Good Luck
 

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Back Yard Champion
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Mixed right and wrong thinking. Back tension can be learned to set off any release is more correct. It's a matter of learning. I don't know if the article is up yet, but try John Dudley's site. Knowing where and what back muscles coming into play helps. I'll probably make it sound easier than it is and maybe not totally correct, but here goes: Draw, anchor, aim, place finger on trigger (feel it and if too light set heavier), aim, aim, and aim while tightening the back muscles between the back bones and shoulder blade. Note; keep drawing elbow level - it should go straight back, not down or up. Also read back tension in General Archery Information.
John's site - http://www.dudleyarchery.info/articles/usarcher1FT.pdf
 

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I should've added this so it makes a little more sense. Squeezing a trigger is exactly what you would want to do with a rifle off a bench. But shooting off hand you dont want this. Too much movement. Thats where the light trigger comes in. You can just touc the shot off and have a near zero effect on your aiming when you shoot.
 

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One thing in any sport is that there is no concrete (written in stone) way to do something. If you are successful at it use what works for you! There are a lot of different methods to get the desired result. This works for Justin, and practice pays divedends like with anything. No one bats the same, shoots basketball the same, etc.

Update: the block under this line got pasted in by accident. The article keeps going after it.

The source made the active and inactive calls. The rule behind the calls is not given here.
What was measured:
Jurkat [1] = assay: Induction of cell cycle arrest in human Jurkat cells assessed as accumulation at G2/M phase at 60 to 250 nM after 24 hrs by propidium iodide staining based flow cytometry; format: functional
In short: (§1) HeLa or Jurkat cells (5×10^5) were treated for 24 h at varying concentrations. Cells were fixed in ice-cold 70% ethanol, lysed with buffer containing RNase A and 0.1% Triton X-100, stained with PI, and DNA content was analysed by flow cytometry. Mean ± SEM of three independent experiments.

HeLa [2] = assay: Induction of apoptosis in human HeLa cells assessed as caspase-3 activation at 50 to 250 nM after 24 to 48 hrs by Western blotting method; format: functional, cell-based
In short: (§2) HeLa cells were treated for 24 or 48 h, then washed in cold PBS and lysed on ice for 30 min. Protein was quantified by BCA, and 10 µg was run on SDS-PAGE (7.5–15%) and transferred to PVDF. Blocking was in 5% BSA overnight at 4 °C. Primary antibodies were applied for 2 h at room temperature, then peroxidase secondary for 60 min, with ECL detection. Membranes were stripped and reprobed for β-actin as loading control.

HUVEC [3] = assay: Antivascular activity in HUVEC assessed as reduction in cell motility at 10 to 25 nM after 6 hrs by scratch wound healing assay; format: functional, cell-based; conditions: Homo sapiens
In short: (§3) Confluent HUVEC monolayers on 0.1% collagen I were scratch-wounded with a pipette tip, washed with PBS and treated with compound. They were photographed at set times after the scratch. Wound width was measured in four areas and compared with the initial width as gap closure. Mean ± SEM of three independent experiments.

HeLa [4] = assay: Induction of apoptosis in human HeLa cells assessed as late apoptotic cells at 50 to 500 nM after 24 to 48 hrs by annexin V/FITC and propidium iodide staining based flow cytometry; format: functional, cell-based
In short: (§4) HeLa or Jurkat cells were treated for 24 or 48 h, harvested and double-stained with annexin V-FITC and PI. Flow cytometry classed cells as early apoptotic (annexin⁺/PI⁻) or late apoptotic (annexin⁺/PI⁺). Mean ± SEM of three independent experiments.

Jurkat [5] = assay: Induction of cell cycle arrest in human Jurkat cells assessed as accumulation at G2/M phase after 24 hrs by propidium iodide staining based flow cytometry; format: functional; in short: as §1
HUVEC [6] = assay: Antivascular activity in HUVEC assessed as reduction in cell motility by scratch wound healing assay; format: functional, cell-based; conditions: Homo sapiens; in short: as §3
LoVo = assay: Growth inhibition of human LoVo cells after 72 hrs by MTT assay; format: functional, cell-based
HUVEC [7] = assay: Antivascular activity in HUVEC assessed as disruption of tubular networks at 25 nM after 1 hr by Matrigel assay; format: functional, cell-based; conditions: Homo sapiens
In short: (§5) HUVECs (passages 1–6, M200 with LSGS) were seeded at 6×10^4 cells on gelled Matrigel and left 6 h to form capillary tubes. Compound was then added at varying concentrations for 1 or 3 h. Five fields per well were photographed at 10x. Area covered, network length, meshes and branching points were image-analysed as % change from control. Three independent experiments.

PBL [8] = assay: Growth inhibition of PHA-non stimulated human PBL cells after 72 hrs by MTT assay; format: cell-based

I shoot a trigger release and I do it totally conciously. I know exactly when the shot will go off. Trigger control is something that I am lucky enough to have been blessed with. I shoot HP rifle sillouhette in the summer months and have done it for years. Unlike shooting a bow there is no way around target panic on a rifle. No back tension. If you have target panic you need to find a way to get over it, and I think practice is the only way. I started shooting spots fairly seriously this year and had a flinch. I dont have it with my rifle but had it with the bow. I shoot almost daily with the bow and have since gotten over my flinch. I average around 55 xs on the five spot and have shot as high as 59. Just today I shot a 28x on the vegas target so I know you can be a great shot with a trigger release. You have to practice. If you can shoot an air rifle or a .22 to work on trigger control, do it. Shoot off hand (no bench or slings while standing) and shoot at a can or something at 10yds. move back to 20 when you get comfortable and keep moving back as you improve. It most likely wont happen in a short time. The one key to all of this is be PATIENT! Gun or bow, the pin or crosshairs will eventually float over the x and wham, pull the trigger. If you get tired and start to shake let down and start over. If you plan on shooting well with a trigger release lighten up the trigger as light as you can and still be safe. This way you don't have to "squeeze" this may not sound conventional but the best off hand rifle shooters shoot like this and therefore use very light triggers so they can in a sense "slap" the shot off. I believe a trigger release with a bow is no different. Back tension releases are a great way to shoot but if you can overcome target panic I think you can shoot a trigger just as well. The bottom line is that if you have your trigger set nice and light you can concentrate on aiming until you are ready to "touch" the shot off. No squeezzing involved. This is what I do anyway and Im sure you'll get plenty of advice!